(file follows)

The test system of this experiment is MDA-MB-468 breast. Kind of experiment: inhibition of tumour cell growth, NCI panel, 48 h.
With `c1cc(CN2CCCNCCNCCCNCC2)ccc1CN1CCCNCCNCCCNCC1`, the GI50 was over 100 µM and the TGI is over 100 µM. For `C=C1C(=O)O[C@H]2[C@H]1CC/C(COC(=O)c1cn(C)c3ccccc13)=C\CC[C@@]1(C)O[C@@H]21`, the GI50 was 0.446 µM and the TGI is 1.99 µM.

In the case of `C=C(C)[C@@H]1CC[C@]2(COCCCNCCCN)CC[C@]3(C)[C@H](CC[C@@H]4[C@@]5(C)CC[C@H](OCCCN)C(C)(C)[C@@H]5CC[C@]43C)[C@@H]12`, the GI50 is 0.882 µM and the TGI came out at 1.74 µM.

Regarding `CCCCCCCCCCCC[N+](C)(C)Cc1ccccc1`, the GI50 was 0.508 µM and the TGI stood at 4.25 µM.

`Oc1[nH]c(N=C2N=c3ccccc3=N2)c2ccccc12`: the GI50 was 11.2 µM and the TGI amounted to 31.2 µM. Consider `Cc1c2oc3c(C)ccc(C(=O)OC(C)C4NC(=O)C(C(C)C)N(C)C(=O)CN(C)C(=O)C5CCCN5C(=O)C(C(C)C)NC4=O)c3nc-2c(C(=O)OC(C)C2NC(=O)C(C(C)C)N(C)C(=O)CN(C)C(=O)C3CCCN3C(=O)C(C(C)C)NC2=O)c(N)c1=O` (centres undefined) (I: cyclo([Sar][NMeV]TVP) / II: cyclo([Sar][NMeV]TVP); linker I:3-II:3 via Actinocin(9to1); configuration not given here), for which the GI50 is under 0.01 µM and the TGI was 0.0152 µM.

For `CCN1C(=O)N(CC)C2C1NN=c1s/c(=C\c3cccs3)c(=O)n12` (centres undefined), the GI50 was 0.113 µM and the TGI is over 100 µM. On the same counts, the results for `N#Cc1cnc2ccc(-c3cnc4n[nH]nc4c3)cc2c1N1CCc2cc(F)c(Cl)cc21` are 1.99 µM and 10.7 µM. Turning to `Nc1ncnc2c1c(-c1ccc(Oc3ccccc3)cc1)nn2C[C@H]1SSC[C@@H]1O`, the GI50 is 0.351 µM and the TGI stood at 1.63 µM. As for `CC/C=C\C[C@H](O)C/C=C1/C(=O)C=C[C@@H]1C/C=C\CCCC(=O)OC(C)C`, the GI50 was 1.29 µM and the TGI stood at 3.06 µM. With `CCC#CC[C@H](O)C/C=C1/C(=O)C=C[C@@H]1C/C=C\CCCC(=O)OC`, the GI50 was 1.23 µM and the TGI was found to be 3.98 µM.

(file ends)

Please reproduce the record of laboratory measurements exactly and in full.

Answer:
The test system of this experiment is MDA-MB-468 breast. Kind of experiment: inhibition of tumour cell growth, NCI panel, 48 h.
With `c1cc(CN2CCCNCCNCCCNCC2)ccc1CN1CCCNCCNCCCNCC1`, the GI50 was over 100 µM and the TGI is over 100 µM. For `C=C1C(=O)O[C@H]2[C@H]1CC/C(COC(=O)c1cn(C)c3ccccc13)=C\CC[C@@]1(C)O[C@@H]21`, the GI50 was 0.446 µM and the TGI is 1.99 µM.

In the case of `C=C(C)[C@@H]1CC[C@]2(COCCCNCCCN)CC[C@]3(C)[C@H](CC[C@@H]4[C@@]5(C)CC[C@H](OCCCN)C(C)(C)[C@@H]5CC[C@]43C)[C@@H]12`, the GI50 is 0.882 µM and the TGI came out at 1.74 µM.

Regarding `CCCCCCCCCCCC[N+](C)(C)Cc1ccccc1`, the GI50 was 0.508 µM and the TGI stood at 4.25 µM.

`Oc1[nH]c(N=C2N=c3ccccc3=N2)c2ccccc12`: the GI50 was 11.2 µM and the TGI amounted to 31.2 µM. Consider `Cc1c2oc3c(C)ccc(C(=O)OC(C)C4NC(=O)C(C(C)C)N(C)C(=O)CN(C)C(=O)C5CCCN5C(=O)C(C(C)C)NC4=O)c3nc-2c(C(=O)OC(C)C2NC(=O)C(C(C)C)N(C)C(=O)CN(C)C(=O)C3CCCN3C(=O)C(C(C)C)NC2=O)c(N)c1=O` (centres undefined) (I: cyclo([Sar][NMeV]TVP) / II: cyclo([Sar][NMeV]TVP); linker I:3-II:3 via Actinocin(9to1); configuration not given here), for which the GI50 is under 0.01 µM and the TGI was 0.0152 µM.

For `CCN1C(=O)N(CC)C2C1NN=c1s/c(=C\c3cccs3)c(=O)n12` (centres undefined), the GI50 was 0.113 µM and the TGI is over 100 µM. On the same counts, the results for `N#Cc1cnc2ccc(-c3cnc4n[nH]nc4c3)cc2c1N1CCc2cc(F)c(Cl)cc21` are 1.99 µM and 10.7 µM. Turning to `Nc1ncnc2c1c(-c1ccc(Oc3ccccc3)cc1)nn2C[C@H]1SSC[C@@H]1O`, the GI50 is 0.351 µM and the TGI stood at 1.63 µM. As for `CC/C=C\C[C@H](O)C/C=C1/C(=O)C=C[C@@H]1C/C=C\CCCC(=O)OC(C)C`, the GI50 was 1.29 µM and the TGI stood at 3.06 µM. With `CCC#CC[C@H](O)C/C=C1/C(=O)C=C[C@@H]1C/C=C\CCCC(=O)OC`, the GI50 was 1.23 µM and the TGI was found to be 3.98 µM.